Commonly used in the past for industrial purposes it has been mostly phased out due to safety concerns but is still an environmental contaminant from usage in the past. Can be a significant contaminant in some rock phosphate deposits used in fertilizer and so is of particular concern in agriculture. Cadmium is a Group 1 carcinogen, which is the highest designation. Causes damage to bones, liver and respiratory tract as well as severe damage to the kidneys.
Usage was common in the past but is less common in modern times, contaminated fish being the largest cause of exposure presently. Mercury is also associated with damage to the nervous system and is fatal in large doses. Like most elements on this list the form of the contaminant is a big factor in its toxicity. The salt forms such as mercury chloride are the worst as they're them easiest to absorb.
Has been used extensively from ancient times to present, being most commonly used in batteries and bullets. The list of toxic effects is quite extensive, the most notable being the effects on the nervous system, children being the most susceptible. Large doses may be fatal.
*Did You Know*
Lead was phased out from gasoline in the 1980's. This may have helped to lower the crime rate since less exposure to lead meant fewer learning disabilities in children. This translated to fewer violent crimes as these children grew into adulthood.
Relatively common in the environment and quite dangerous due the the fact that it's chemically very close to phosphorus. Organisms will absorb it readily because of its similarity. Used extensively in the past as an insecticide and as a wood treatment because of its toxicity. The most common source of exposure is contaminated ground water, a problem effecting 200 million people worldwide. Arsenic is a Group 1 carcinogen and large dosages are fatal. This has been placed in the number 1 position not necessarily because it's more toxic than lead or mercury but because it's a lot more common in the environment.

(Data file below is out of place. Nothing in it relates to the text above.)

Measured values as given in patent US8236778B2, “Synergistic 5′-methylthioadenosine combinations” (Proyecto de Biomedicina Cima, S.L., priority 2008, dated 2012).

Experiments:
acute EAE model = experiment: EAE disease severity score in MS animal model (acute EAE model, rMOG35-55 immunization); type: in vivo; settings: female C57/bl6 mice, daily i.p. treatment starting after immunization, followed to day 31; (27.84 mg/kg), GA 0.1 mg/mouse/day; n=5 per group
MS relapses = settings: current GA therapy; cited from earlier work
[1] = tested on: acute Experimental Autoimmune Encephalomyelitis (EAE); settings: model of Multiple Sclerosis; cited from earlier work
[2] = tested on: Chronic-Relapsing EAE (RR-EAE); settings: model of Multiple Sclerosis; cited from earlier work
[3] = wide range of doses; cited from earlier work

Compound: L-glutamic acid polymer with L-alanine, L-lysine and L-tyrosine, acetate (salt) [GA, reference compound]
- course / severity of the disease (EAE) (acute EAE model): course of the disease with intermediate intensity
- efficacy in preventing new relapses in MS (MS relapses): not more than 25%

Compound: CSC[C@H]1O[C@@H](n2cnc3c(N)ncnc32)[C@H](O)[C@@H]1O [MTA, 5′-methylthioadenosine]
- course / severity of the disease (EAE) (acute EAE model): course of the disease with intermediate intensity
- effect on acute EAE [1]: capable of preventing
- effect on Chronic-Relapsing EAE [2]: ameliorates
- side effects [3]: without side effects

For customers be aware of where your food is coming from. Countries which have lax environmental standards are more likely to have higher levels of contaminants. Buying organic food isn't a guarantee that it's going be free of heavy metals, copper sulfate is very toxic and is permitted for use in organic farming and rock phosphate can be high in heavy metals.
For growers, be aware of any type of mining or industry in the area which might pose a risk. If there's a concern about contaminated soil have it tested by an accredited lab. Be aware of the fertilizers being used. An excellent resource is from the Washington Department of Agriculture which publishes the levels of metals in fertilizers on their website. https://agr.wa.gov/PestFert/Fertilizers/FertDB/Product1.aspx?
In conclusion, with public awareness and better environmental regulations, heavy metal poisoning is less of a threat than in the past when they were used indiscriminately. That being said, having an understanding of contaminants will lessen the likelihood of exposure even further.